I've written again and again about what many consider to be an unethical study of an artificial blood product called PolyHeme that was tested nationally, including in North Carolina. Today in the Journal of the American Medical Association, researchers released an analysis of the PolyHeme study and other similar studies on artificial blood products that have been conducted over the last couple decades. They conclude after looking at data from all the studies (they had to sue to get some of the information) that:
there was an overall 30% statistically significant increase in mortality risk. There was also a statistically significant 2.7-fold increase in MI [heart attack] risk associated with these products.
The researchers were most concerned that the FDA, through data not released to the general public, was aware of these risks as early as 2000, yet allowed trials – including the one in NC – to go forward. The NC Polyheme study is singled out by the researchers for special mention:
First, the FDA gave approval for this trial in trauma patients even though the FDA presumably had unpublished data showing a significant increase in MIs in the prior PolyHeme trial in vascular surgery patients; the FDA had the results from trials involving other HBBS products also showing harm; and the FDA had placed a clinical hold on a Hemopure trauma trial because of serious adverse events in previous, mostly unpublished, trials of this HBBS. The results of the PolyHeme trauma trial were made public in a company press release in 2007 and showed nonsignificant increased mortality risk and a significant increase in MI risk among patients who received PolyHeme. Second, the failure to publish the results of the earlier PolyHeme vascular surgery trial and previous trials of some other HBBSs meant that thorough review of previous trial results by institutional review boards reviewing the PolyHeme trauma trial at the many participating sites was not possible.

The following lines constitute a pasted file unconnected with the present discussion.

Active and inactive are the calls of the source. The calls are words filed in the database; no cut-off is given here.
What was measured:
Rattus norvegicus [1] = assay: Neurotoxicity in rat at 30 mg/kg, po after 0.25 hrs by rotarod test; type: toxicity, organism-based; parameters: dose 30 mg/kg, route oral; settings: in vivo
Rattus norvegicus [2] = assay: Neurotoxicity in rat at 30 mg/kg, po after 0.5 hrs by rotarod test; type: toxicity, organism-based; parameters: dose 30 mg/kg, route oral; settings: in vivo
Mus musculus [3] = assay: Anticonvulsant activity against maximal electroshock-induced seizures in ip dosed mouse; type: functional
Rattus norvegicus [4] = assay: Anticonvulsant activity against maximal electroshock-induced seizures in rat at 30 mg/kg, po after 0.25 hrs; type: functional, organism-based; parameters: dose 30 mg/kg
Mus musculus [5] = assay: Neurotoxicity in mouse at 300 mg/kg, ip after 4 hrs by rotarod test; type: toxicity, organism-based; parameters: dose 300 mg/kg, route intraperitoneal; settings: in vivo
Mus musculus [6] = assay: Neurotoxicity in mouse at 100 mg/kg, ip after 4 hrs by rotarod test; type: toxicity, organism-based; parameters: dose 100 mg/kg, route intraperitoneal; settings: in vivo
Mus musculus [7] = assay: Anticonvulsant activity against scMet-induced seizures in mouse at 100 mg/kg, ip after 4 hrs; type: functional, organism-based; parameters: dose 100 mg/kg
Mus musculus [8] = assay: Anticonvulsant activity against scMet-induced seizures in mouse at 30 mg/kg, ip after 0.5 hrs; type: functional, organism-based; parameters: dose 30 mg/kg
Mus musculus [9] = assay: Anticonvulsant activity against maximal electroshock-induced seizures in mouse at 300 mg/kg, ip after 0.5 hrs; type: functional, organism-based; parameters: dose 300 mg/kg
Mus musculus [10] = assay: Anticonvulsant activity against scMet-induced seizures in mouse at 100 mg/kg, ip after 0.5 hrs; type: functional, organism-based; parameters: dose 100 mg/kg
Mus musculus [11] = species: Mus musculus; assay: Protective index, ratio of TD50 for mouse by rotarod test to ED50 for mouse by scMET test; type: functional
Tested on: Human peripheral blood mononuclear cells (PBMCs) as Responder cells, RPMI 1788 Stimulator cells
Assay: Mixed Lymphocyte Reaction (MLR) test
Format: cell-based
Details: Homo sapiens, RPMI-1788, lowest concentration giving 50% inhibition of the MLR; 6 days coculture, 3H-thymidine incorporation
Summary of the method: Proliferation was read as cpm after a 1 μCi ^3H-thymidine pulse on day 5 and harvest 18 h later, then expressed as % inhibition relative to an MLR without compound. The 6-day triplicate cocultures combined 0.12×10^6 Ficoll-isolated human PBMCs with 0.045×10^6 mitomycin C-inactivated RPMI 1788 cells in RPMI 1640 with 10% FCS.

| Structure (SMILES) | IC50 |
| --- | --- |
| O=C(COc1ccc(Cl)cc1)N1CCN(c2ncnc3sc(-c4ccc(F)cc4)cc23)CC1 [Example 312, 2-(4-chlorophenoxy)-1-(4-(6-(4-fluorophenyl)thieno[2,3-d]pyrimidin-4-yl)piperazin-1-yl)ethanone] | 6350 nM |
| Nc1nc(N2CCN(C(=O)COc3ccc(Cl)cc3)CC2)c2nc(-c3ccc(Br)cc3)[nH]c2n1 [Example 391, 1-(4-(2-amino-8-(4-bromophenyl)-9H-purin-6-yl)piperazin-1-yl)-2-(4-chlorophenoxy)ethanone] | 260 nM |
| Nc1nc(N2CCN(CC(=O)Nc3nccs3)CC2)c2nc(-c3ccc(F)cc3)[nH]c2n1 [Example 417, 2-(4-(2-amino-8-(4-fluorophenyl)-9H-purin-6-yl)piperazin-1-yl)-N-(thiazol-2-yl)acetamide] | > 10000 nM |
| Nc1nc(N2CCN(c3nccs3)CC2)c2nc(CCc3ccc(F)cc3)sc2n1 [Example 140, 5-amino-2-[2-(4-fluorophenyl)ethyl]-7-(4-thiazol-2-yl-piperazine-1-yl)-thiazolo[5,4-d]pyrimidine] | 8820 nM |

Let me sum up in one word – outrageous. The sites, like Duke University, where this trial was conducted in NC need to undertake a serious review and discussion with community members to avoid this sort of thing happening again. Basically, study trauma patients in Durham were involuntarily put at risk of serious heart attacks and this risk was known to the FDA, the company contracting with Duke, and perhaps others. Finally, NC should go back to its previous rule of prohibiting involuntary experimentation on human subjects like was done in the Polyheme trial. Private companies apparently used a compliant FDA to hide adverse data so they could keep testing dangerous products. This puts all research in health care at risk and is a sad commentary on the relationships between big money, research institutions, and the government organizations meant to protect the public.